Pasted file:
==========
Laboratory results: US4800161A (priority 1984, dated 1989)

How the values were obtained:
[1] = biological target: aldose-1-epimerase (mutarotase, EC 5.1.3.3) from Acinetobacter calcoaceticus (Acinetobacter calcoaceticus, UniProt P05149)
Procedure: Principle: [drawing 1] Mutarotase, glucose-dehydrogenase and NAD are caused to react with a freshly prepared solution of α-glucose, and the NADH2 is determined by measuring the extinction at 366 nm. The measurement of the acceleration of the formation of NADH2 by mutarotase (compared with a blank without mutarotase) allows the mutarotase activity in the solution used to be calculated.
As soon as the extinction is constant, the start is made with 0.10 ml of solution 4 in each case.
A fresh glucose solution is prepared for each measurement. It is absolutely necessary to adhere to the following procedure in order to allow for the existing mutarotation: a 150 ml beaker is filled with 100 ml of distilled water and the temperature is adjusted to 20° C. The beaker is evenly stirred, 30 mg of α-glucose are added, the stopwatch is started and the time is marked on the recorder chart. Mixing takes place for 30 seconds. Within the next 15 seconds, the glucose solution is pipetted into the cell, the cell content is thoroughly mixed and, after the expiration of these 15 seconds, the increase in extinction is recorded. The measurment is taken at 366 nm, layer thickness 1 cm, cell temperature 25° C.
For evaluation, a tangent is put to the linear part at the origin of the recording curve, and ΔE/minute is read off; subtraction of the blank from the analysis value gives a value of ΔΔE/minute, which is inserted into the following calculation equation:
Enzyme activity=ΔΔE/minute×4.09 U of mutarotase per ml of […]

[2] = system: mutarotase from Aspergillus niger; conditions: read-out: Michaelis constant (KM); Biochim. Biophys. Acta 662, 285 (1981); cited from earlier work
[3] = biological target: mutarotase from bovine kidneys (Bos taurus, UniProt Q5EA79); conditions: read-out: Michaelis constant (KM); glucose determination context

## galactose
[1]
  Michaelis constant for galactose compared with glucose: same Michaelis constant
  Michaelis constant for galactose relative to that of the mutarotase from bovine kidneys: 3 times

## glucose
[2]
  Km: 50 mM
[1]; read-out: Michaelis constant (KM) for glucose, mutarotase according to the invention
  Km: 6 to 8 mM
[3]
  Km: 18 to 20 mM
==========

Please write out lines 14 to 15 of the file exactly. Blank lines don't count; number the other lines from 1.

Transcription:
  Michaelis constant for galactose relative to that of the mutarotase from bovine kidneys: 3 times

## glucose